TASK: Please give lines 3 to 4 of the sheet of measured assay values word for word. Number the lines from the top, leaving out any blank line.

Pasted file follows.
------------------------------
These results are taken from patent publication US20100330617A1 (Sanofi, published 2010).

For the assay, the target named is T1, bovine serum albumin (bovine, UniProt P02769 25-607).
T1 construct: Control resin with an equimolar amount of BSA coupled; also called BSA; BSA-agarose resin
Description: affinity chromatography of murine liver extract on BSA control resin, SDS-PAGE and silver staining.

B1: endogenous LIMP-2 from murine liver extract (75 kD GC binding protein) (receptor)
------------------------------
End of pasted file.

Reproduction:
T1 construct: Control resin with an equimolar amount of BSA coupled; also called BSA; BSA-agarose resin
Description: affinity chromatography of murine liver extract on BSA control resin, SDS-PAGE and silver staining.